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For the last twelve years, I have been a most patient, supportive and loving wife, enduring my husband’s little quirkiness (like he getting pissed off  if I forgot to bold face and underline a document he asked me to encode on the computer, back during the day when he had a staff of one. Now there are six of them, and soon, God permitting,  there will be eight or ten of them,  but that’s for another post. Or getting rankled like when he misplaced his sole copy of the  Rules of  Court he instantly bought five copies and stuffed one each in every corner of the house and even asked me to bring one copy to my own clinic. A  law book in a medical clinic! How cool is that?  Thank God he spared the bathroom.  Or how he had to return a magazine he bought because the cover was creased – at the tip)

But among all the other things I had to endure (I know, I know he has a longer list of things he had to endure in  me. Amen to that,  but I have a blog, he doesn’t), top of  the  list would be uh oh,   those decibels. And  I am not talking about  the euphonious type.

I am talking about his snoring. Lest I be accused of oral defamation and besmirched reputation by him, yes, I asked his permission when I said I’m going to write the story of his  snoring, his obstructive sleep apnea,  his sleep disorder (some euphemism there) and how he overcame it.

‘If you think that’s gonna help others similarly situated as I, why not’, he answered.

‘Okay, thanks Sweetie. I’m writing it already, this very minute’

‘Make sure you emphasize I’m not yet within the age range of your patients, ok?’ he added as he eased his way out of the room.

‘You bet I will!’  (Okay, in compliance with his pre-condition, I am emphasizing he is not yet sixty)

Hubby had obstructive sleep apnea. He would snore like an out of sync trombone in a philharmonic orchestra with a refrain from a rural rondalla. Forte. Fortissimo. Ritardando. Sometimes it would take the pitch of cymbals. The tragic part for me was, there were only two volume controls – loud and very loud.

That was why, early into our marriage, the arrangement would be for me to sleep ahead of him.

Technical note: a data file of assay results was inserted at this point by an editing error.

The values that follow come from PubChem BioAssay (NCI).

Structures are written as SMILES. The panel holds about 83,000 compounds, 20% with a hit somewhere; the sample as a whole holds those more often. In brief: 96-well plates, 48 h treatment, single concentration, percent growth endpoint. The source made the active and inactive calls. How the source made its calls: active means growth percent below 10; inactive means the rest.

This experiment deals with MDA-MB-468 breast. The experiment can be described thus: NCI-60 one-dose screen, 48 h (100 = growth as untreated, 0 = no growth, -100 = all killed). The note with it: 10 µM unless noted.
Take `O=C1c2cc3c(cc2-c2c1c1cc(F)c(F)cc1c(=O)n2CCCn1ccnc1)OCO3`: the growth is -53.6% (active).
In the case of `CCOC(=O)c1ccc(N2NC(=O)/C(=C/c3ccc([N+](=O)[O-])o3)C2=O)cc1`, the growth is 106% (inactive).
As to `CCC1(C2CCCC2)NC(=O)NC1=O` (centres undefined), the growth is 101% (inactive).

But this did not always work. Because of his apneic episodes (when he stops breathing temporarily), I would try to stay awake to see the rise and fall of his abdomen (to see if he’s still breathing, of course). Or, he himself would be tossing and turning in bed because he would wake up up to ten times a night. He never had a restful sleep. He would still be sleepy when he got out of bed.

That explains why he would need to rest and cat nap for fifteen minutes on the shoulder of the road when he took long out of town drives for a hearing back when we didn’t have a driver.

His secretaries would complain that he would fall asleep while writing drafts of his briefs on his work table. Once, he fell asleep while talking with a client. No,  not because it was pro bono.

“Attorney, wake up, we’re still discussing the case’, the client shook him out of his sleep.

Epic embarrassing moment.

Things took turn for the worse when my mother in law was confined in the hospital  for more than a month and was in the ICU for a few weeks. He would stay late nights to look after her and visit. He could not sleep dreading that anticipated midnight or early morning phone call.

I thought, he needed to seek professional help.

Strictly speaking, he should have undergone sleep diagnostic test but because I am a physician, I went clinical – noting his body built, his weight (okay, he’s overweight) , the multiple nocturnal awakenings all point out to obstructive sleep apnea.

He was too busy to take the diagnostic sleep evaluation.

I took it upon myself to coordinate with a respiratory therapist and a pulmonologist and chose for him a model of a CPAP , Continuous Positive Airway Pressure Machine  which is automatic and chose a nasal pillow instead of the more restrictive full facial mask.

True, with the peripherals the machine could set you back six figures (in Philippine pesos) but believe me, it’s so worth it.

He’s not been as grumpy. He has done away with the snoring, the  afternoon siesta and by the grace of God, is more productive at work and all the other sorts of work. Wink!

If you think someone you know might be suffering from obstructive sleep apnea (OSA), ask your doctor about it.

It could save lives. And marriages.

But he’s still as gung ho about bold faced and underlined, properly indented paragraphs. You just can’t win them all.

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